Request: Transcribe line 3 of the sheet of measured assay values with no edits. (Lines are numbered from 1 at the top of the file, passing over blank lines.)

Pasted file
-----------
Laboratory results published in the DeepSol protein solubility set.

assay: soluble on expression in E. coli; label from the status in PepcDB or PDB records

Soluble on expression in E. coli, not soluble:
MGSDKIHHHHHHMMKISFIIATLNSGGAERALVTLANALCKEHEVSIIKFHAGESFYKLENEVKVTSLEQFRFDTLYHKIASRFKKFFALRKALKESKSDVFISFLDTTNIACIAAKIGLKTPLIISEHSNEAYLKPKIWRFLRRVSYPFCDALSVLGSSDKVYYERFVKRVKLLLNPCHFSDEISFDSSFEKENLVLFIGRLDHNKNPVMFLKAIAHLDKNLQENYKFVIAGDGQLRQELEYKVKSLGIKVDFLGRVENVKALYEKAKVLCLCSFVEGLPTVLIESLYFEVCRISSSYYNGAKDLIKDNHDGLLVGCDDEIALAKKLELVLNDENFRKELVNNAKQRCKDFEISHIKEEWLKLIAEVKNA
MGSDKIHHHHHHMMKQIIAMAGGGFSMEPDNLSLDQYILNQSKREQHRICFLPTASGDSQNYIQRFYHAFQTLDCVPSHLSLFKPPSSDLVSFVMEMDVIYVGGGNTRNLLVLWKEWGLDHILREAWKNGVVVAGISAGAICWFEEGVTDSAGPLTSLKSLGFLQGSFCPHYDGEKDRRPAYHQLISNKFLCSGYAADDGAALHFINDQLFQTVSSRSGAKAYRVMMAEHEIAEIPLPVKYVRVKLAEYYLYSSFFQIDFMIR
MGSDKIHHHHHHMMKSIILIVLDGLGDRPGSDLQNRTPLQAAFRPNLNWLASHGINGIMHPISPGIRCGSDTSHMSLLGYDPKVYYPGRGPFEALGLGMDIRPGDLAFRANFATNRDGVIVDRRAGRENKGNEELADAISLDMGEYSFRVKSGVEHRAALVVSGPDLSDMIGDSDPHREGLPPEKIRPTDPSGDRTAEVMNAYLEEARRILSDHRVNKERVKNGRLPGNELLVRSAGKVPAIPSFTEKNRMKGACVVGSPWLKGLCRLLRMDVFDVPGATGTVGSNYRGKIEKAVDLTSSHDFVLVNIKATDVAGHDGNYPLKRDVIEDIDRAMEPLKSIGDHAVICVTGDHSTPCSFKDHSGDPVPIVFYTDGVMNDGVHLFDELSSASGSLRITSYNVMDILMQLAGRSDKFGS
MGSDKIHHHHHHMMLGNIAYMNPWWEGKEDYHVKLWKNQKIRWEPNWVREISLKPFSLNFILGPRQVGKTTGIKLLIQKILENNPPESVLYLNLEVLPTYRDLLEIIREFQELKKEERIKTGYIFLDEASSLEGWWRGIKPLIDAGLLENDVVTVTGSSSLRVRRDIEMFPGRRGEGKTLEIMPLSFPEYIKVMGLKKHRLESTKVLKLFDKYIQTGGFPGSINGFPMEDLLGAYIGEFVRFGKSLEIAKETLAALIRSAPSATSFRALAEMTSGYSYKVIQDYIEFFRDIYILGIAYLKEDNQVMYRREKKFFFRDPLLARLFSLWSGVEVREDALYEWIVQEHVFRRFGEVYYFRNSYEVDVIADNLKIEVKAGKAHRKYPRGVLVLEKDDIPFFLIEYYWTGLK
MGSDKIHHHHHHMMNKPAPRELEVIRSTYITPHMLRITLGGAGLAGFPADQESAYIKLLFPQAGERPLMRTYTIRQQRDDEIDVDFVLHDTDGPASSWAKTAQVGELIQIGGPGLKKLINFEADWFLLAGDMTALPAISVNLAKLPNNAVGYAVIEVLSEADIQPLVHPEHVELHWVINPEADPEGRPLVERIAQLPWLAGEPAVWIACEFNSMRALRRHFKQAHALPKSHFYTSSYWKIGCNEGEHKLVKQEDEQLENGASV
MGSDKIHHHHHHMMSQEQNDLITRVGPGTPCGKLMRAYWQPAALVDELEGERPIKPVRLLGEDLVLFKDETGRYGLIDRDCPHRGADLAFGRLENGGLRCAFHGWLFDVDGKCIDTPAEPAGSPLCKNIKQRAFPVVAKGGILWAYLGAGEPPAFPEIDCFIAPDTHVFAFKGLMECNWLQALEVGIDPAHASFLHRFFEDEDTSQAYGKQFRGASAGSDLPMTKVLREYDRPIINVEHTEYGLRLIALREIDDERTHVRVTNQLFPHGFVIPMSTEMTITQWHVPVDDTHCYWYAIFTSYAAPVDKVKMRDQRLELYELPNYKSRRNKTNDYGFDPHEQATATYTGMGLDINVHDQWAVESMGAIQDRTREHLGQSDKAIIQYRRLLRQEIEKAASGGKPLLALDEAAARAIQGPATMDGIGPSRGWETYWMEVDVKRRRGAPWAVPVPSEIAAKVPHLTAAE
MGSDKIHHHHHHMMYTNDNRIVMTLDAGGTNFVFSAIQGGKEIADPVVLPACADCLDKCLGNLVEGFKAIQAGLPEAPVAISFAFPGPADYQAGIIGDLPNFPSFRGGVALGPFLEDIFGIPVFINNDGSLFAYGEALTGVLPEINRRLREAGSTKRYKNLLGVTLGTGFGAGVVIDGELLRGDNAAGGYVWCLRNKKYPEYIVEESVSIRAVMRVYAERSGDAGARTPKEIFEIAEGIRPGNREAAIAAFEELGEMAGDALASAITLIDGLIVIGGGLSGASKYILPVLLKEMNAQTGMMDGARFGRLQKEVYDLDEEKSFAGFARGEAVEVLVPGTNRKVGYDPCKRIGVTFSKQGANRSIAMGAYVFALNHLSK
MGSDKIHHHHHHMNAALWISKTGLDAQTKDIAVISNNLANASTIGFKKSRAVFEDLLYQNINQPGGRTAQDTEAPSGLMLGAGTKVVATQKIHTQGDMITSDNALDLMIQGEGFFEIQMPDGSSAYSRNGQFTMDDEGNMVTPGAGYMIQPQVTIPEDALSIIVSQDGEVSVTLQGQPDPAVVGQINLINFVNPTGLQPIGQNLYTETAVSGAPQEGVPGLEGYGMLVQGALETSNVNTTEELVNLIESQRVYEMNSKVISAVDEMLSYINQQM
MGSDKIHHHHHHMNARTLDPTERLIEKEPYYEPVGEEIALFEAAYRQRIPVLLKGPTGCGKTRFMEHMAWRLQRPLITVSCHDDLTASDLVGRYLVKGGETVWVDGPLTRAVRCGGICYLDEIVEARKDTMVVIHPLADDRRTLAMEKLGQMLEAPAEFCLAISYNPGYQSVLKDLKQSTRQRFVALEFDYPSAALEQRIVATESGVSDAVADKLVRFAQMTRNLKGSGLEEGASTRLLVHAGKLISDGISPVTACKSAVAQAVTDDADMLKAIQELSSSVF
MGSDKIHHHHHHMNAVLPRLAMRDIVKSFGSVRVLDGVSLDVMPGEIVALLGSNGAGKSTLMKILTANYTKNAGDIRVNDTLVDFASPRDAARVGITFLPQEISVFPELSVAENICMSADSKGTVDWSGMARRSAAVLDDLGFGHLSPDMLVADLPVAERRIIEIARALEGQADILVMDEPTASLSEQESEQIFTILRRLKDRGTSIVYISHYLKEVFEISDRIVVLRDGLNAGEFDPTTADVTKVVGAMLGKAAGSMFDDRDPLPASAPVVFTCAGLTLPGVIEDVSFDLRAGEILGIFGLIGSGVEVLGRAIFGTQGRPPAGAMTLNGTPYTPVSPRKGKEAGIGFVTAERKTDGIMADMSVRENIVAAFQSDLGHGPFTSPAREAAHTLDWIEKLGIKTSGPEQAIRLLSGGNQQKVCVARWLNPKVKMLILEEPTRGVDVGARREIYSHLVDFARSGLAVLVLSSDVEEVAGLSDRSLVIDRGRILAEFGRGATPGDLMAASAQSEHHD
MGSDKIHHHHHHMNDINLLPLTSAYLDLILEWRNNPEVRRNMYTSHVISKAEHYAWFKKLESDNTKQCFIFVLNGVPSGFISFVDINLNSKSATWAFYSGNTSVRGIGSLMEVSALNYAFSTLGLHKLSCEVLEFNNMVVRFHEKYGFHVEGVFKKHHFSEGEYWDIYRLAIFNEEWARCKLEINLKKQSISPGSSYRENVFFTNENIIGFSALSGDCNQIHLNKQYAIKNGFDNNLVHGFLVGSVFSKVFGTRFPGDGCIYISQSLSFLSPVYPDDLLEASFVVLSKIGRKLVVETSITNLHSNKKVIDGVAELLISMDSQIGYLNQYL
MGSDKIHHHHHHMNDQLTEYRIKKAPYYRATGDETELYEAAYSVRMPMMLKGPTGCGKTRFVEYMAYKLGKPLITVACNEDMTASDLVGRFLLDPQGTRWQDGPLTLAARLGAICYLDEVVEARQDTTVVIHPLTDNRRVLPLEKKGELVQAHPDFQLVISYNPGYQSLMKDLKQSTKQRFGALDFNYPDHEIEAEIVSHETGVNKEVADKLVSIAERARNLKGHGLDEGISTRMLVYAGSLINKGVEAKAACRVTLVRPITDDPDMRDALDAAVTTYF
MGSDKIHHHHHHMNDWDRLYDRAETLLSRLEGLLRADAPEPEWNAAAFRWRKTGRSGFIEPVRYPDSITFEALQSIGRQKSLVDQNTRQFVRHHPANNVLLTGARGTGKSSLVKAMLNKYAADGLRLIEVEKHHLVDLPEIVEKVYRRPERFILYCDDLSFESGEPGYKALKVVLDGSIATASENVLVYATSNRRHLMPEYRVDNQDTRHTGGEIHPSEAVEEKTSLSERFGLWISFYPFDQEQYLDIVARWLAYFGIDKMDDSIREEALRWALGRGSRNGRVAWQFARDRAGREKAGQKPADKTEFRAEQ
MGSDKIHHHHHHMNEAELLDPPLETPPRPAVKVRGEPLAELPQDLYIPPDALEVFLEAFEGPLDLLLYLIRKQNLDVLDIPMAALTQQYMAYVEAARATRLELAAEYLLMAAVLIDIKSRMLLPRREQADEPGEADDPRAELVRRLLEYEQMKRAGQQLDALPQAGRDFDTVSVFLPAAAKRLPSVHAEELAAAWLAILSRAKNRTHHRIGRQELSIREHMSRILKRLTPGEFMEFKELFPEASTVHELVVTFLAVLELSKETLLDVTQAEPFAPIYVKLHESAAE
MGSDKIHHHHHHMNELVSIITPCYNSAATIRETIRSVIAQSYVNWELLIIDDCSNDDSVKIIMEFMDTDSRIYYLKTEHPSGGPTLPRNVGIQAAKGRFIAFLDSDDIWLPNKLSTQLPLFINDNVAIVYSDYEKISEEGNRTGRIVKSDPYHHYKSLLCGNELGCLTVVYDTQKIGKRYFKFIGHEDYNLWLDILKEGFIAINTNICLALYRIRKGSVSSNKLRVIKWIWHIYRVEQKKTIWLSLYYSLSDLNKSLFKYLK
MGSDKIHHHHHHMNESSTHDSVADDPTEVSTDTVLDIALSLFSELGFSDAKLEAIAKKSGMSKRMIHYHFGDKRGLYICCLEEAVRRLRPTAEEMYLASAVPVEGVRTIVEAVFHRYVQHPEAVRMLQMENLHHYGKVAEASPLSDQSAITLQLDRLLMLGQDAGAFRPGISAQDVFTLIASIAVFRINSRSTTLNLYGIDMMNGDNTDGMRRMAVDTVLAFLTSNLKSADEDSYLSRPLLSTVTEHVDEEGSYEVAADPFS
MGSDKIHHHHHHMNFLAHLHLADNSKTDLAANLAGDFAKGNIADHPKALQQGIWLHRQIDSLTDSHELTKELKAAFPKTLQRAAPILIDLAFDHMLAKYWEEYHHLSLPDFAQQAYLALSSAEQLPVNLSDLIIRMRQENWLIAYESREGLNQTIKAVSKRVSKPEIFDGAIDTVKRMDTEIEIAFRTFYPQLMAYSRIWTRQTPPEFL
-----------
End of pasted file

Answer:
Soluble on expression in E. coli, not soluble: